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His birthday is over, but Senate remembers George Washington

Just when it looked like the father of our country was getting the Rodney Dangerfield treatment -- his birthday isn’t celebrated on its actual day anymore, and, some say, it’s become more a celebration of sales than of the first president’s contributions -- the Senate paid its respects to George Washington on Monday with the annual reading of his farewell address.

Sen. Jeanne Shaheen (D-N.H.) took to the Senate floor to recite Washington’s 1796 address cautioning against “common and continual mischiefs of the spirit of party,” and warning against the entanglements of permanent foreign alliances.

The reading of Washington’s farewell address is a tradition that dates back to 1862, beginning as a way to boost morale during the Civil War. In the first reading, Secretary of the Senate John W. Forney read the address before a packed chamber, according to the Senate historian.

The practice has continued in the Senate, a chamber so steeped in tradition that brass spittoons can still be found there.

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But the chamber was largely empty Monday.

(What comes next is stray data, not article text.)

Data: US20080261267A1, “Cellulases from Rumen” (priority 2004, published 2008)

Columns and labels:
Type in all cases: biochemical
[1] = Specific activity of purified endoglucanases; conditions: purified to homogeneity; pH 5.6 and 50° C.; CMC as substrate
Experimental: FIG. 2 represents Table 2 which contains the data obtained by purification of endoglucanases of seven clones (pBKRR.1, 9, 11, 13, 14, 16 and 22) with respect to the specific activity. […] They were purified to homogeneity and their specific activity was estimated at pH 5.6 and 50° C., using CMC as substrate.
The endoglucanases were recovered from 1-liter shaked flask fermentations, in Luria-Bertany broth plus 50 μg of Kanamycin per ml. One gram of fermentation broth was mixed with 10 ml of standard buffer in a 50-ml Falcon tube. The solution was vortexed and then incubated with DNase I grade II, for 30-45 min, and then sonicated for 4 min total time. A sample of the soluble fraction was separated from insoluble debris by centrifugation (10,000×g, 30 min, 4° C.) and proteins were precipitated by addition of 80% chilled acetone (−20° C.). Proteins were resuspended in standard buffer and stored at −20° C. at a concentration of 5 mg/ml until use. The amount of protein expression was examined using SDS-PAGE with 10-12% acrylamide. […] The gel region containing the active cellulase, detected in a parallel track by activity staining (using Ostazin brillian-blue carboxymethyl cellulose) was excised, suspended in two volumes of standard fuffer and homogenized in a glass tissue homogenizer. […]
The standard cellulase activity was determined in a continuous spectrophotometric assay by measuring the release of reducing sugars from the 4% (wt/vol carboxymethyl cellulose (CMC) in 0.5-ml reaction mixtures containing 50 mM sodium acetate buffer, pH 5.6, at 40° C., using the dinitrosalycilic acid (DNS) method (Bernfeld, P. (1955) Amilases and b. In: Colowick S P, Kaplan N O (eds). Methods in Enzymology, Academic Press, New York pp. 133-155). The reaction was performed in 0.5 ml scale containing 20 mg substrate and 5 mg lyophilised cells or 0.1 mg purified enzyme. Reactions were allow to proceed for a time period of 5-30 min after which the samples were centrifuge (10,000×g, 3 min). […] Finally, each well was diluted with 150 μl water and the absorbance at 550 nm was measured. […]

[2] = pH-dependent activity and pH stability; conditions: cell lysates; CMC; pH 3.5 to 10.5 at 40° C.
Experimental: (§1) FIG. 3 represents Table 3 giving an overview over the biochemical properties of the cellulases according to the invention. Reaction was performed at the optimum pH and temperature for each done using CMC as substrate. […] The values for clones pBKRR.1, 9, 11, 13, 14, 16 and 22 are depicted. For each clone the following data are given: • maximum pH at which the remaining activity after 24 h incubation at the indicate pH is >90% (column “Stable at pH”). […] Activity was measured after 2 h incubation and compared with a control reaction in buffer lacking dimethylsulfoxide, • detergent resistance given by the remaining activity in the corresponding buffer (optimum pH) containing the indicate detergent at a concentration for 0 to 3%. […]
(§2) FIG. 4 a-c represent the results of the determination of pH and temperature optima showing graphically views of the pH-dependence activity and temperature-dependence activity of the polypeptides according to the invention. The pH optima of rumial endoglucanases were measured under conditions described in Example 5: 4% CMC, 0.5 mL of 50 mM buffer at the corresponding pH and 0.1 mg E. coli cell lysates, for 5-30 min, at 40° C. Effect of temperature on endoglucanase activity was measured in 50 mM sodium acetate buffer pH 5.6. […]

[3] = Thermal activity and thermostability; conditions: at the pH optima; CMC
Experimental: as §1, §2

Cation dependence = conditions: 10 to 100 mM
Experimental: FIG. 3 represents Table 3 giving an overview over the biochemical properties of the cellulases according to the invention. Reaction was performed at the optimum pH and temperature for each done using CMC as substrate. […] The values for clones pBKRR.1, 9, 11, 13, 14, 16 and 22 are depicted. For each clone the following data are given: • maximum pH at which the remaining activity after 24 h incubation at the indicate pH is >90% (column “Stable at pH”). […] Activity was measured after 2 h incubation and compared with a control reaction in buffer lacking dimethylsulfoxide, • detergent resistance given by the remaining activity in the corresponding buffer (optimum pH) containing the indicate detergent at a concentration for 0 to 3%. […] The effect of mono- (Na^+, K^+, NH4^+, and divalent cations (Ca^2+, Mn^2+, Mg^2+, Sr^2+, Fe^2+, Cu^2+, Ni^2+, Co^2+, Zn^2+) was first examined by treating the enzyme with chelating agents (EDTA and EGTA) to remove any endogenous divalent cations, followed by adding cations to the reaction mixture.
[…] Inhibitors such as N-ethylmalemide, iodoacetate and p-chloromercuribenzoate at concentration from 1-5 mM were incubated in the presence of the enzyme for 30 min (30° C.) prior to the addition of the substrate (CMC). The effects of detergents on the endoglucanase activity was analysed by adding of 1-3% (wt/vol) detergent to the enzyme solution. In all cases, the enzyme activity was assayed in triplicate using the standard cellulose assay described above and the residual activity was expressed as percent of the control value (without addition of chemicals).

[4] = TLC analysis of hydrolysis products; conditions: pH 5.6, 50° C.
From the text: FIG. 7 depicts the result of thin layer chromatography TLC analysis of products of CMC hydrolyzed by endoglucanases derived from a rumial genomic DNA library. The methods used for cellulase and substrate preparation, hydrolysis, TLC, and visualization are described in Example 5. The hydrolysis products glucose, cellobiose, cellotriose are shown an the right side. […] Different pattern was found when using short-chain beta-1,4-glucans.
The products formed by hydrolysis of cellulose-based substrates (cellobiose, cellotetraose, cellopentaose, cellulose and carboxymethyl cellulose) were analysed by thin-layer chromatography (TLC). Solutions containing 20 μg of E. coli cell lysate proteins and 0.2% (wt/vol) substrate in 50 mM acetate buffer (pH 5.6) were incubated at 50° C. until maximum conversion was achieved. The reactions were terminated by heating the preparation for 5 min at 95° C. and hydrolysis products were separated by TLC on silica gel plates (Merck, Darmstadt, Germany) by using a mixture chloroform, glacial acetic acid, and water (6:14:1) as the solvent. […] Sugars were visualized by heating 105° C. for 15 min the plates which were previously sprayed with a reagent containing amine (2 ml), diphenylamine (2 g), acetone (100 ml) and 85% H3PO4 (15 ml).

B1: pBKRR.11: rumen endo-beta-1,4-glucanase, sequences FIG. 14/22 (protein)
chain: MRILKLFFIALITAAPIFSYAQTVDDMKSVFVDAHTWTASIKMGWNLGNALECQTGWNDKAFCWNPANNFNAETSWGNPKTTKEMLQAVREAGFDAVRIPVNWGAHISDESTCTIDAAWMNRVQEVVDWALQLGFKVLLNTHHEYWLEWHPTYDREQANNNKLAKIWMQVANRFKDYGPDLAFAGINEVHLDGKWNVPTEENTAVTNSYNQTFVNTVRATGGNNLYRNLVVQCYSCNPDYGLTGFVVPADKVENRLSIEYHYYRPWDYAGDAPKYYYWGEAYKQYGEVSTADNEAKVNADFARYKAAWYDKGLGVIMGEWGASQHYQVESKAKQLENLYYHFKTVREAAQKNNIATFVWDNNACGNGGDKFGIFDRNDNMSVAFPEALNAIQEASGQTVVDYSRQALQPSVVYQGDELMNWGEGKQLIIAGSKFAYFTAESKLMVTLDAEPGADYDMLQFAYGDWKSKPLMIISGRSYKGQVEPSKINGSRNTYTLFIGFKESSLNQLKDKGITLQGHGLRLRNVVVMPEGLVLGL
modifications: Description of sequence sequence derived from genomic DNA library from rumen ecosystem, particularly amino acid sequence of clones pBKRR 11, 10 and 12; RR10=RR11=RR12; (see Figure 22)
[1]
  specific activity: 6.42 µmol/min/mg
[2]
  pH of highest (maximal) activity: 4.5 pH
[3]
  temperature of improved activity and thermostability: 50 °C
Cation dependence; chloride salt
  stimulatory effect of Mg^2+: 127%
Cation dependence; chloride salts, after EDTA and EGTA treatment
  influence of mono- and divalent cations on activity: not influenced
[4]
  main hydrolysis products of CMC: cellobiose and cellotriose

The Senate selects one of its members, alternating between parties, to read the 7,641-word address. Doing so typically takes about 45 minutes; Florida’s Sen. Paula Hawkins whipped through it in 1985 in a record-setting 39 minutes. West Virginia’s Sen. Jennings Randolph in 1962 took the longest amount of time -- 68 minutes.

The reading comes as a House committee this week holds a hearing titled “Honoring George Washington’s Legacy: Does America Need a Reminder?” The focus of the hearing is a bill that would reestablish Feb. 22 -- instead of the third Monday in February -- as the official federal holiday honoring the father of our country.

Senate Historian Don Ritchie recalled that Sen. John Warner (R-Va.) in 1979 hitched a ride on a tractor during a snowstorm to get from Georgetown to the Capitol to deliver the address.

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“If George Washington could make it through Valley Forge,” Warner said at the time, “a freshman senator from his state could tread the path from the Port of Georgetown.”

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